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theatre review

Twelfth Night at the National Arts Centre

This is Feste's Twelfth Night. Olivia's fool is causing havoc before William Shakespeare's comedy begins, popping out from behind the curtain to check out the audience – and, on opening night at the National Arts Centre, even interrupting artistic director Jillian Keiley's pre-show announcement.

Played by Vancouver-based actor Kayvon Kelly, swaddled in a ridiculous white outfit that makes him look like a walking, talking sperm with a codpiece, Feste stays in control throughout. He observes scenes he's not in, interjects off-script when he feels like it, and engages in anarchic antics that can even make a stage veteran like Bruce Dow (playing Malvolio) corpse on occasion.

Most of all, Kelly makes Shakespeare's comedy feel like a real comedy. His hilarious Feste is the type of Shakespearean performance that comes along only infrequently, that helps you hear the language in a new way and startles you in its contemporaneity.

Suddenly, it seems if you strapped the man from Stratford into a time machine to today, he could easily find work on the writing staff of an intelligently crass television show such as Inside Amy Schumer or It's Always Sunny in Philadelphia.

Technically, Jillian Keiley is really in charge of this original Twelfth Night – the first Shakespeare play she's directed since taking over at the National Arts Centre's English Theatre (and one that whets the appetite for her upcoming As You Like It at the Stratford Festival.)

The irreverent spirit of Keiley's production, however, gets a strong assist from the Old Trout Puppet Workshop – the Calgary-based team behind such flights of fancy as Famous Puppet Death Scenes and the video for Feist's Honey, Honey.

The Old Trouts (Peter Balkwill, Pityu Kenderes and Judd Palmer) have designed a storybook theatre within the NAC's main theatre inspired by the Baroque theatre at the Cesky Krumlov castle just outside of Prague.

And their visual direction of the show, in a style reminiscent of Terry Gilliam's animations for Monty Python, is entertaining from the get-go.

The shipwreck that happens before the play's action begins is staged here with whimsical blue waves and the ship made out of a set of hats worn on the heads of twins Viola (Janelle Cooper) and Sebastian (Tristan Lalla). As two-dimensional storm clouds and water monsters are carried across the stage, sister and brother are separated – and the ship splits apart and sinks.

Next, a little door opens in a wave closest to the audience – and Viola pulls herself through, washing up on the shore of Illyria like Alice into Wonderland.

And so it goes, ingeniously, onwards. When it is suggested that Orsino – the Illyrian count who Viola will serve and fall in love with, in disguise as a man named Cesario – hunt the hart, we see cartoonish puppets of a hunter chasing a stag fly by outside the castle's window.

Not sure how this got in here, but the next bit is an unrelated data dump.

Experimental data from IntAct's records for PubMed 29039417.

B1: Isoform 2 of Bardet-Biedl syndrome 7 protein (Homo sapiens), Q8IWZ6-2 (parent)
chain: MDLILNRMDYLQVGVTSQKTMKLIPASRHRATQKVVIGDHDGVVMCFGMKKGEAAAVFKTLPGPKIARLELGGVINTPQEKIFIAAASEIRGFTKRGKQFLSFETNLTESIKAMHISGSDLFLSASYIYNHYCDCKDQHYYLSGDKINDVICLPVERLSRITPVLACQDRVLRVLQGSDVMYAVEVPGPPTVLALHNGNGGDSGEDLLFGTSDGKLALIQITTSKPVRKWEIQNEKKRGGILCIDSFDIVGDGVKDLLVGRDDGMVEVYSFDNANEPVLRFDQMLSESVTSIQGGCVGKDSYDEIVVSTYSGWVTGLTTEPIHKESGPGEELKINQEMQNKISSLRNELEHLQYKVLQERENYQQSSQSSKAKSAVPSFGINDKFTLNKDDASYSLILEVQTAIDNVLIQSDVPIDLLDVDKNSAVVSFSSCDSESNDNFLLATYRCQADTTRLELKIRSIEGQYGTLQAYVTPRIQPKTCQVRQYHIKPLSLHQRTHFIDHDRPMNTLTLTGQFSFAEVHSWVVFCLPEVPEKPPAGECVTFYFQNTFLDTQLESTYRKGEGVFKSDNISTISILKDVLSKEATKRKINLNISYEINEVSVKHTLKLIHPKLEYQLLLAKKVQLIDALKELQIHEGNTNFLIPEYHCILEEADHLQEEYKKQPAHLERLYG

Later, these puppets reappear inside of pictures hanging on the walls or dashing through the town centre – turning Shakespeare's opening pun into a running gag that underlines the theme of hearts being hunted, but not always captured.

Orsino (Quincy Armorer) wants to be with the countess Olivia (Amanda LeBlanc), but she falls for Cesario. Meanwhile, Olivia's steward Malvolio – who follows her around with an umbrella that is a dark raincloud perched atop a pole – comes to want his mistress to be his mistress.

In a comedy already full of parallels, Keiley and the Trouts give Malvolio a counterpart in Antonio, the pirate who rescues Sebastian. Here, he is another man who falls in love outside of his class and is left unsatisfied. Played by Lucinda Davis, Antonio is also another gender-bent performance – but one we choose to believe, instead of be in on like Viola/Cesario's.

This Twelfth Night is excellent at playing with the audience's double consciousness in that way – letting us see through the theatrics at one moment, then tricking us the next.

It's the detailed take on a minor character such as Antonio that makes it clear that this is a smart Twelfth Night. (Indeed, there are a number of notable performances outside of the leads: PJ Prudat is a sweetly comic Fabian, here transformed in Fabienne; Lalla, a charismatic Sebastian; and Alex McCooeye, a flat-out weird Andrew Aguecheek.)

But this is also a Twelfth Night that is laugh-out-loud funny – and not just in the usual places, such as Malvolio's discovery of the forged love letter from Olivia. (Though that is a solo turn that Dow pulls off beautifully, oscillating between dignified restraint and Three Stooges face-pulling.)

The Trouts' mad metatheatricality enlivens what, in truth, might otherwise be a somewhat bland portrayal of the central love triangle between Viola, Orsino and Olivia. And Kelly's Feste is there in human form to embody that aesthetic, being both a part of the play and making fun of it.

When Feste wishes Viola – still in disguise as Cesario – a beard, she replies: "By my troth, I'll tell thee, I am almost sick for one; though I would not have it grow on my chin."

Usually the second half of that line is delivered as an aside, but here Feste hears it loud and clear – and his response is priceless, a deliciously deadpan, "Wow."

Kelly has the wit, the slapstick skills and a great singing voice that he uses to great comic effect at the top of the play, then to moving effect at the end. I have no idea if he was born a great Shakespearean clown – he shares his birthplace with Stratford's Tom Rooney; there must be something in Saskatoon's water – or has only now achieved greatness, but I can't wait for his greatness to be thrust upon audiences again soon.

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